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A U.S. Citizen Has Been In Immigration Custody for Nearly a Month

A U.S. Citizen Has Been In Immigration Custody for Nearly a Month

The Dallas Morning News is investigating the disturbing case of Francisco Erwin Galicia, an 18-year-old American citizen born in Dallas, Texas who has been held in ICE custody for the last three weeks, according to his attorney Claudia Galan. Galicia’s mother Sanjuana says she has provided ICE officials with multiple documents proving her son’s citizenship, including his birth certificate, but to no avail.

According to the family, Galicia was traveling with a group of friends including his 17-year-old brother, Marlon, who does not have legal immigration status. The group was stopped at a border checkpoint and Marlon was asked to provide proof of citizenship. He didn’t have any, but Galicia had his Texas ID — which can only be obtained via a Social Security number. Nevertheless, both brothers were detained.

Marlon was convinced to sign a voluntary deportation form after two days in ICE detention. Francisco wasn’t able to use a phone for the first three weeks of his detention, but was transported to a different facility where he was able to make collect calls to his mother, who has been fighting to get her son released.

“I presented then with his original birth certificate and other documents and they ignored them. So now I’ve faxed over all the documents to the ICE agent handling the case,” Galan told Dallas News. “He’s going on a full month of being wrongfully detained. He’s a U.S. citizen and he needs to be released now.”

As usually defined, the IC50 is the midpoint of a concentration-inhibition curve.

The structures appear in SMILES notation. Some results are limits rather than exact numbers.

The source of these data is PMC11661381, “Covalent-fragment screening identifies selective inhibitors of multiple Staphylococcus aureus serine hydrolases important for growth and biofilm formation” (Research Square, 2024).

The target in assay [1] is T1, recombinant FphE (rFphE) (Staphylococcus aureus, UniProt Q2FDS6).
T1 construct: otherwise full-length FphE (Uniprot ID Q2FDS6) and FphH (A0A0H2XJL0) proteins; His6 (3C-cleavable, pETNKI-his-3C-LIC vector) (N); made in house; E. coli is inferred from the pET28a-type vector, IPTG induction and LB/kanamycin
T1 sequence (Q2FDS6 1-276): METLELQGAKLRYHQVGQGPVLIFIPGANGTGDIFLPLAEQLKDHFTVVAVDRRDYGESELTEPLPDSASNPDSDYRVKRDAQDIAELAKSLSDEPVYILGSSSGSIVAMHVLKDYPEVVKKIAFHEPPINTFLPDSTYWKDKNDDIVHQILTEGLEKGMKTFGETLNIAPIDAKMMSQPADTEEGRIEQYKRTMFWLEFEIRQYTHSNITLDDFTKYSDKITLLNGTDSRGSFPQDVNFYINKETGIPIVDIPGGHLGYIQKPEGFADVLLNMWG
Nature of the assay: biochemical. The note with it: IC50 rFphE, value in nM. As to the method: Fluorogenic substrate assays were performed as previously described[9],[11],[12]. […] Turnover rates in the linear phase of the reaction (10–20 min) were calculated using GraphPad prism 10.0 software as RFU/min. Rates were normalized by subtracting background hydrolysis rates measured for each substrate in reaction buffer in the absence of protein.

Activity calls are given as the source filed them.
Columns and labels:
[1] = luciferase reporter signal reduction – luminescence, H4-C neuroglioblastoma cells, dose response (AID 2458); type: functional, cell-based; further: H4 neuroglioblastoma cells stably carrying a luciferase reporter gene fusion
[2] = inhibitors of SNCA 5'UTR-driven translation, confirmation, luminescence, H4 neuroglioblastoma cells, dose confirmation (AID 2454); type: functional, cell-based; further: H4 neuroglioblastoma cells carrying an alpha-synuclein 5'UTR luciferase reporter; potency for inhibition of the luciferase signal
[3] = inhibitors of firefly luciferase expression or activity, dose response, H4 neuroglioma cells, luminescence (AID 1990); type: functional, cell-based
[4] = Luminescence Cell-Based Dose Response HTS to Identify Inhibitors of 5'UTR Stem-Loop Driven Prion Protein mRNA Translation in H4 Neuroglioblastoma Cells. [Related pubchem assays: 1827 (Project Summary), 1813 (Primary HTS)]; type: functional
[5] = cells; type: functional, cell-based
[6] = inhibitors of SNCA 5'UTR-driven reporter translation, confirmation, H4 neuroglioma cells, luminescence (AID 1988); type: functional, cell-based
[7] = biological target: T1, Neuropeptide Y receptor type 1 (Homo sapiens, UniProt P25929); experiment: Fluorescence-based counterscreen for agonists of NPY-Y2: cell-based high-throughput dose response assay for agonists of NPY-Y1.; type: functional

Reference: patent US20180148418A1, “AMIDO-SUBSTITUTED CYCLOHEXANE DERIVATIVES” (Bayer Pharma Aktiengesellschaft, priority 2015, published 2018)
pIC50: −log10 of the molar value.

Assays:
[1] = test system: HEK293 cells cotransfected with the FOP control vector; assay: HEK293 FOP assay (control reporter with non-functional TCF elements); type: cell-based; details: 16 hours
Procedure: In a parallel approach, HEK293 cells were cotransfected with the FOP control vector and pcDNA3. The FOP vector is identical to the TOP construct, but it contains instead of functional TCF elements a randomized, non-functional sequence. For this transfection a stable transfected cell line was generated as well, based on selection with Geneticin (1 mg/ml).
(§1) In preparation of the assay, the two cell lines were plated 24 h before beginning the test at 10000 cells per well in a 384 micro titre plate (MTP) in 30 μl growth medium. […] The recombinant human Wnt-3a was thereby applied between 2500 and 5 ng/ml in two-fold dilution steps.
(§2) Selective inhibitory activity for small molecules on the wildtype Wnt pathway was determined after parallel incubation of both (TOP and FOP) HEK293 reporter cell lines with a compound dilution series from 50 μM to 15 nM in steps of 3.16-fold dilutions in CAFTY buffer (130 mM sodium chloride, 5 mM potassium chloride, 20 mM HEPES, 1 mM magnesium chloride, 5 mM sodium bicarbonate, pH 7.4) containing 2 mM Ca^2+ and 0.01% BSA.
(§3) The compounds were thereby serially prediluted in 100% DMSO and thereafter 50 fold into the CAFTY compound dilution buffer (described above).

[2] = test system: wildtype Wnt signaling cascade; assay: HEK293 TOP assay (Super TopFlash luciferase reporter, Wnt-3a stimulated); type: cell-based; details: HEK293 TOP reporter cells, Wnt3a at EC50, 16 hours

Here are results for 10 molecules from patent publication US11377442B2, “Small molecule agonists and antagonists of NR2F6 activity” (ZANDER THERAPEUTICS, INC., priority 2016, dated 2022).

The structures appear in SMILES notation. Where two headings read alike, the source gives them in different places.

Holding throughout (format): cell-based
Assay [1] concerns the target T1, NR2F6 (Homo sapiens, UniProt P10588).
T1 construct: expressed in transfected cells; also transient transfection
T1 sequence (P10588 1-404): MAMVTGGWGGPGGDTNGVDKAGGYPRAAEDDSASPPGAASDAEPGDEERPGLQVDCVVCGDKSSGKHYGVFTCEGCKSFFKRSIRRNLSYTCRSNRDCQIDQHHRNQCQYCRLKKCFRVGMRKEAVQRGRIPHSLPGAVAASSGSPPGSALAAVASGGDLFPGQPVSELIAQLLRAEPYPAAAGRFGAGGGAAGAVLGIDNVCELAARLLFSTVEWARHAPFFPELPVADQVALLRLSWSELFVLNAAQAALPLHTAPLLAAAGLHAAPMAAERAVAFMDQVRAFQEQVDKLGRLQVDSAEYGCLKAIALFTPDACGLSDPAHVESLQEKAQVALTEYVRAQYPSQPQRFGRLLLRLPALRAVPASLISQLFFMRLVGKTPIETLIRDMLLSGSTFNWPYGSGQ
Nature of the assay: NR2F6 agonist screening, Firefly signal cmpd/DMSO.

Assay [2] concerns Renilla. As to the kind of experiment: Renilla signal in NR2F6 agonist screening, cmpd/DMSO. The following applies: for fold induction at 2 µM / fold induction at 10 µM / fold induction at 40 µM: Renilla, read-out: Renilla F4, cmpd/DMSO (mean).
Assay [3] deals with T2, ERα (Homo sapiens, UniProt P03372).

The Dallas Morning News reviewed Francisco’s birth certificate and was able to confirm its authenticity. Francisco’s mother says she also showed ICE officials a certificate she received from the Dallas hospital where her son was born along with his school ID and proof of insurance. ICE did not respond to the paper’s request for comment.

Reporters from The Washington Post believe that a U.S. tourist visa that was filed in Francisco’s name while he was still a minor may be the cause of the confusion.

“I need my son back,” she said. “I just want to prove to them that he is a citizen. He’s not a criminal or anything bad. He’s a good kid.”

Francisco isn’t alone. A Los Angeles Times investigation found 1,480 cases in which ICE had been forced to release someone from detention.

This news comes as the Trump administration dramatically expands the authority of U.S. officials to quickly arrest and deport undocumented immigrants anywhere in the U.S., without going before a judge or providing an attorney. In the past, “expedited deportation” only applied to allegedly undocumented immigrants picked up within 100 miles of the border who were unable to prove they’d been in the country for more than two weeks. Under the new policy, ICE officials will have the authority to fast-track deportation for persons anywhere in the country who are unable to prove “to the satisfaction of an immigration officer, that they have been physically present in the United States continuously for the two-year period immediately preceding” the arrest.

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